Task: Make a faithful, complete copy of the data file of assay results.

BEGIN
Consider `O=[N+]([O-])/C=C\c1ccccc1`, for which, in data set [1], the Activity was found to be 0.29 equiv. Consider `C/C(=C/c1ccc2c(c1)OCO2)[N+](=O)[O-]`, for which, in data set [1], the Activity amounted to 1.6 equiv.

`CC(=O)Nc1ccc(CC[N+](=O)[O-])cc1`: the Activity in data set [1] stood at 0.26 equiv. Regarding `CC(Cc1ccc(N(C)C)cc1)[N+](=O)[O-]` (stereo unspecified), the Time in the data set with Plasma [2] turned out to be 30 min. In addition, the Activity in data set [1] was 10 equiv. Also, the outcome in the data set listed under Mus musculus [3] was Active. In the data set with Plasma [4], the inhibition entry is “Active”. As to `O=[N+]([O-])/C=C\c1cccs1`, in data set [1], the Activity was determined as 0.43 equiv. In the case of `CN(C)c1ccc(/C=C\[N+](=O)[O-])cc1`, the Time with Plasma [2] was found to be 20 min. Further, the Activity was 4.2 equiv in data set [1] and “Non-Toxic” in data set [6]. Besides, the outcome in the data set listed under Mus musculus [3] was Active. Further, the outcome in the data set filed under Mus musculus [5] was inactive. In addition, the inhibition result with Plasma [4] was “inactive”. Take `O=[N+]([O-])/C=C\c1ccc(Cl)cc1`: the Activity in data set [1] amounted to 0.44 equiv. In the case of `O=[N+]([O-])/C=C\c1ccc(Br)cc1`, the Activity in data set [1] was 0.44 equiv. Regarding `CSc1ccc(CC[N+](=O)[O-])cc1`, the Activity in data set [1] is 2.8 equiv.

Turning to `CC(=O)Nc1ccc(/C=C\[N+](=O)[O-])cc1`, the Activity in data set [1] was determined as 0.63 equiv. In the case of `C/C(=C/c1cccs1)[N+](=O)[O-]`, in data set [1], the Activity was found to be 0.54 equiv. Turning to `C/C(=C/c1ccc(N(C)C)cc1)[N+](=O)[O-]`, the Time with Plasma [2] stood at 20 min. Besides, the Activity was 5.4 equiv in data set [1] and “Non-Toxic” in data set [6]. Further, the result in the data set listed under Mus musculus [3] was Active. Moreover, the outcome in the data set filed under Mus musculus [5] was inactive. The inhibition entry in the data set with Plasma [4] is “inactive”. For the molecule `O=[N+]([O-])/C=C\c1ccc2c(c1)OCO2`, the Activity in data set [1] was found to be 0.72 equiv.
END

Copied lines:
Consider `O=[N+]([O-])/C=C\c1ccccc1`, for which, in data set [1], the Activity was found to be 0.29 equiv. Consider `C/C(=C/c1ccc2c(c1)OCO2)[N+](=O)[O-]`, for which, in data set [1], the Activity amounted to 1.6 equiv.

`CC(=O)Nc1ccc(CC[N+](=O)[O-])cc1`: the Activity in data set [1] stood at 0.26 equiv. Regarding `CC(Cc1ccc(N(C)C)cc1)[N+](=O)[O-]` (stereo unspecified), the Time in the data set with Plasma [2] turned out to be 30 min. In addition, the Activity in data set [1] was 10 equiv. Also, the outcome in the data set listed under Mus musculus [3] was Active. In the data set with Plasma [4], the inhibition entry is “Active”. As to `O=[N+]([O-])/C=C\c1cccs1`, in data set [1], the Activity was determined as 0.43 equiv. In the case of `CN(C)c1ccc(/C=C\[N+](=O)[O-])cc1`, the Time with Plasma [2] was found to be 20 min. Further, the Activity was 4.2 equiv in data set [1] and “Non-Toxic” in data set [6]. Besides, the outcome in the data set listed under Mus musculus [3] was Active. Further, the outcome in the data set filed under Mus musculus [5] was inactive. In addition, the inhibition result with Plasma [4] was “inactive”. Take `O=[N+]([O-])/C=C\c1ccc(Cl)cc1`: the Activity in data set [1] amounted to 0.44 equiv. In the case of `O=[N+]([O-])/C=C\c1ccc(Br)cc1`, the Activity in data set [1] was 0.44 equiv. Regarding `CSc1ccc(CC[N+](=O)[O-])cc1`, the Activity in data set [1] is 2.8 equiv.

Turning to `CC(=O)Nc1ccc(/C=C\[N+](=O)[O-])cc1`, the Activity in data set [1] was determined as 0.63 equiv. In the case of `C/C(=C/c1cccs1)[N+](=O)[O-]`, in data set [1], the Activity was found to be 0.54 equiv. Turning to `C/C(=C/c1ccc(N(C)C)cc1)[N+](=O)[O-]`, the Time with Plasma [2] stood at 20 min. Besides, the Activity was 5.4 equiv in data set [1] and “Non-Toxic” in data set [6]. Further, the result in the data set listed under Mus musculus [3] was Active. Moreover, the outcome in the data set filed under Mus musculus [5] was inactive. The inhibition entry in the data set with Plasma [4] is “inactive”. For the molecule `O=[N+]([O-])/C=C\c1ccc2c(c1)OCO2`, the Activity in data set [1] was found to be 0.72 equiv.